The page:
6. Very good point, the comment might reveal more about Beltrami than Goldsmith. I also think Beltrami had a bit of a chip on his shoulder because he studied classical music at Yale and that might have been a source of conflict that Beltrami felt unjustly criticized and Goldsmith felt he needed to be humbled as a young kid with a chip on his shoulder. Very, very possible. Chris Young also mentioned that Goldsmith wasn't the most personable but that doesn't really matter. He was edgy, that I get and I don't think that is disputable. Some will take that the wrong way and others don't mind it as much. I sat next to Joel Goldsmith and Jerry's widow (I think her name was Carol but going off memory so not fully sure) at a tribute concert and they were such genuinely sweet people with naturally positive dispositions. His widow was very kind, lovely, and so warm. I recall Joel was gravely obese and profusely sweating but genuinely sweet. I was really sad that he died maybe a year or months later. Did you ever read the fragments of the memoir his daughter wrote about Jerry? It was very honest and full of his opinions, frustrations, and interviews she was making as he was dying, etc. I felt his character really came through and he even talked about JW. Unfortunately, I don't believe it was ever published and she might have removed what she released. Maybe you should track her down and interview her. I hear very positive comments from the musicians who performed for Jerry. He was greatly admired as an artist.
  7. I adore Goldsmith so much, one of my favorites. He was a teacher at USC where I went to school but before my time. Marco Beltrami talked about him as a mentor teacher and said he was quite bad at it. He was first and foremost a musician, not a mentor, not a teacher. In contrast, some composers are brilliant at inspiring others. Goldsmith wasn’t that. Copeland was. It is up to the student to learn from these crusty characters and take the abuse and not all of us are up to that. As for me, I have no problem dealing with crusty types if they are a musical genius. It’s worth it to get their input. Also very worth hearing is how they crafted some of their brilliant scores like Planet of the Apes. When in a collaborative mode, Jerry is brilliant! I think POTA is a perfect example.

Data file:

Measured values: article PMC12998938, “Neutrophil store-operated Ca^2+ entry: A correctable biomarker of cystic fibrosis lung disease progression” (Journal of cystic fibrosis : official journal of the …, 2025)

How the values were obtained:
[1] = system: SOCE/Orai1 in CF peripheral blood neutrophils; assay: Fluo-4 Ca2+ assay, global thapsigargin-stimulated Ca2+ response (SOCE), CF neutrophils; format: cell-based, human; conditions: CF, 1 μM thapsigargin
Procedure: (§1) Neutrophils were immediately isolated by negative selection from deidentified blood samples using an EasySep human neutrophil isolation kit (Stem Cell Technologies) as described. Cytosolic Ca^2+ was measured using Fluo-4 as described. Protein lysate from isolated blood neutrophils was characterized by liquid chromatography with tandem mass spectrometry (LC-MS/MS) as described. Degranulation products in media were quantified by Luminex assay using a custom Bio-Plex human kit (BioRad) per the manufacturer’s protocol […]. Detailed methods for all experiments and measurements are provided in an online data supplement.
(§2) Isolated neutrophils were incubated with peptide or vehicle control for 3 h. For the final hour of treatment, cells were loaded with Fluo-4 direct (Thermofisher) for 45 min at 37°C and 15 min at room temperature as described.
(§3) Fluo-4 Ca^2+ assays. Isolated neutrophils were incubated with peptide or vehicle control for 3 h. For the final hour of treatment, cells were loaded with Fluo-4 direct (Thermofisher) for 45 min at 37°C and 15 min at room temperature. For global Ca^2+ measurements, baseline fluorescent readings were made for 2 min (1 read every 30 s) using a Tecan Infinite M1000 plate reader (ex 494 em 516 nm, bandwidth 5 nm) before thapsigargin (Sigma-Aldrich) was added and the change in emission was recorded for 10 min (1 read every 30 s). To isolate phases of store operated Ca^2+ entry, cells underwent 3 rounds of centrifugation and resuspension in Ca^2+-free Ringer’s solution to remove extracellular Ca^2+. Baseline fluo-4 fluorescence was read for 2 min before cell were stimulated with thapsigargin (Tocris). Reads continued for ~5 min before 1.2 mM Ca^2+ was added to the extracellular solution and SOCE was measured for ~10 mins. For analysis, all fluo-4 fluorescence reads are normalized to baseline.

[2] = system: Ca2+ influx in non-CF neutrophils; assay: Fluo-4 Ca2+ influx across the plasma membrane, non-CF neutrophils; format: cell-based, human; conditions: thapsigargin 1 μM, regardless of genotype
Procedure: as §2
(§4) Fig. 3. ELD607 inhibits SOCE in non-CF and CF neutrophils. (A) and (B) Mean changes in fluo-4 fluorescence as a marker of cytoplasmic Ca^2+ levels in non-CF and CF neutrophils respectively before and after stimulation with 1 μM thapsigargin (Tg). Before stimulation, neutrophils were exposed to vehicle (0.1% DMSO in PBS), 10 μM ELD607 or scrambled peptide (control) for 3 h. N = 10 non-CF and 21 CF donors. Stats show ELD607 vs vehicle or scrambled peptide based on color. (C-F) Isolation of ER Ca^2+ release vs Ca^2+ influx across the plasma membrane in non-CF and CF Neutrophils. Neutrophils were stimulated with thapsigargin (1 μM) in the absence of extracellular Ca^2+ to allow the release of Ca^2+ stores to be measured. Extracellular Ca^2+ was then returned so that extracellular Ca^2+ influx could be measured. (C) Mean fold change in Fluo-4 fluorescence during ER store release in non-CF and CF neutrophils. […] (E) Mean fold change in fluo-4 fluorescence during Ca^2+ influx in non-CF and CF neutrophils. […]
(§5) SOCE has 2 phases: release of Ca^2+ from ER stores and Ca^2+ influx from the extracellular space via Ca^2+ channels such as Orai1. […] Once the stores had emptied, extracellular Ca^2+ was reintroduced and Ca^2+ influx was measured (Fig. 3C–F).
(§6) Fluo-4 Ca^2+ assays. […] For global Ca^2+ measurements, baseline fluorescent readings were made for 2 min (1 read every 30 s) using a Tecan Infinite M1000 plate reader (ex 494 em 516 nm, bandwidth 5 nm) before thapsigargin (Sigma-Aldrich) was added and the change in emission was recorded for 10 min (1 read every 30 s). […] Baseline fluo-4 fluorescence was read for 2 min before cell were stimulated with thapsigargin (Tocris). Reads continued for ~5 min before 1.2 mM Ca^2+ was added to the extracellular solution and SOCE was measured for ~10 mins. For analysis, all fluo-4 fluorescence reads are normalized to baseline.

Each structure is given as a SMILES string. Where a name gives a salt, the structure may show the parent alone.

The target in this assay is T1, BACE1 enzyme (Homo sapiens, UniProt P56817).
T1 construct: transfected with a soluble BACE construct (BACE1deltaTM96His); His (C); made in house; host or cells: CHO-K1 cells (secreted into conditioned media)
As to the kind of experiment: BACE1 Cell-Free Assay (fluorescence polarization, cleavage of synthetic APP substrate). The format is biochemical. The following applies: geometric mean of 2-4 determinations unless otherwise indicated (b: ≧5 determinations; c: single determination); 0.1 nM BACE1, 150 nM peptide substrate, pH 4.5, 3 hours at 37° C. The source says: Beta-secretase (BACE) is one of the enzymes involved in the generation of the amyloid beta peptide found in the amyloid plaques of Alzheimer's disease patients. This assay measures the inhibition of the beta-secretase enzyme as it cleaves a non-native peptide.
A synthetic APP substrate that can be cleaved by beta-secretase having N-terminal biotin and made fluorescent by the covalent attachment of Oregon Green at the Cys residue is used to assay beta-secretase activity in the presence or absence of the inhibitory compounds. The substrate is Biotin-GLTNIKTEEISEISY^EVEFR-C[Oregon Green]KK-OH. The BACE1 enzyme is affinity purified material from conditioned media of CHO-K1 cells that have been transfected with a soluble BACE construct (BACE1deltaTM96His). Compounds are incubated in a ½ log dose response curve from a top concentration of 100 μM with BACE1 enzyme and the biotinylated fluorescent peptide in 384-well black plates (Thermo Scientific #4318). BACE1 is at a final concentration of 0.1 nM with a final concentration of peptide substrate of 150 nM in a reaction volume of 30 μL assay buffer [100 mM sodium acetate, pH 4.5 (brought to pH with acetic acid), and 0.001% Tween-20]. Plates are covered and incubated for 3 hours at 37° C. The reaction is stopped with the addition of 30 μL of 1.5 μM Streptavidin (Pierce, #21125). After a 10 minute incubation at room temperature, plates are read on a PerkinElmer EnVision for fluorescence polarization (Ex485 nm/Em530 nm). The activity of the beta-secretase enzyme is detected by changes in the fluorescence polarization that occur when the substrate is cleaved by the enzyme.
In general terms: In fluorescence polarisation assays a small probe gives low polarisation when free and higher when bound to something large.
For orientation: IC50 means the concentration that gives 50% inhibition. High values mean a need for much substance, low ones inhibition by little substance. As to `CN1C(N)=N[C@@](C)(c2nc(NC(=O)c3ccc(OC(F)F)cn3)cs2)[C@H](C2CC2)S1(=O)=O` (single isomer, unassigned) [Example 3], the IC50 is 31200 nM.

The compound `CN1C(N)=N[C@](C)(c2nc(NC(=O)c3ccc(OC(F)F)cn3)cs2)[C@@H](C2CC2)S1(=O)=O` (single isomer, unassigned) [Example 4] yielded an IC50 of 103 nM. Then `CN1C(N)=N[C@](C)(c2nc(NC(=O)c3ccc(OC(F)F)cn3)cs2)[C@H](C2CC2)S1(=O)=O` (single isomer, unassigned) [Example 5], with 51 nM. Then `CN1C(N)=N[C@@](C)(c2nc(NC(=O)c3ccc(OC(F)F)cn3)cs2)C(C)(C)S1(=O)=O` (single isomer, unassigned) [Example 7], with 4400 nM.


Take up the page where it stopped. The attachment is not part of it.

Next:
8. I prefer Horner because of his use of a magical lydian mode and the ending oscillation between G A major triads plus and glittering textures, he emphasizes adventure and awe...story and movie magic whereas Goldsmith's emphasis is on bravado. That's fine for an action film but Horner's fits movies in general.
  9. I don't think he's referencing Egypt themed film scores, more like he's using trumpets as heralders of impending doom, the fate motif which was what Mahler and Beethoven did. I just extrapolated that they've had similar roles of death, destruction, doom for millennia. Coincidentally ancient Egypt too. The reason why I don't think he's referencing Egypt as much as impending doom (as in angel of judgement type of stuff) is he uses this in The Fury too like here...it's a militaristic mythical doom calling card he's using appropriately I would add (in both scores): It's his doom motif. He uses it in the carbon freeze of Han Solo too but in strings here: Who, dear sir, will record the samples used to sound realistic if it's not highly trained musicians? Hahahahaha. Irony.
  10. A really good and accurate mockup but my desk started shaking and sparks came from my computer...I could feel my face starting to melt so I stopped it, was that supposed to happen? The e flat clarinet would pierce a bit more around 1:38 and some of the low end could be more pronounced near the end. Great work though! That is an interesting idea. Do note that Mahler's trumpet here is a "fate" trumpet signaling doom. Which is an homage to Beethoven's "Fate" motif from Symphony No. 5, basically this trumpet fate thing literally goes back thousands of years. Trumpets were "war" instruments in Pharaonic times. These are the actual King Tut war trumpets found in his tomb.
  11. Suite from Final Fantasy: The Spirits Within
  12. Star Wars, 1977. I was five. Mind blowing! I still remember it vividly. One could say it had a big impact.
  13. Do jazz musicians make better classical composers?
  14. I think they might mean it more as a mainstream score. Think of it how "The Jazz Singer" from 1927 is consider the first film with sound but sound was in film from 1908. Jazz Singer was a major distributed film from Paramount (or what would become Paramount) so became the first mass produced Hollywood production with sound though sound existed in film earlier in some form. Maybe "first jazz score" is somewhat like that. I can ask John Burlingame about this but I have his book on my shelf which might also explain. I think these are generally gray lines where to identify a "first" isn't as easy as it might seem.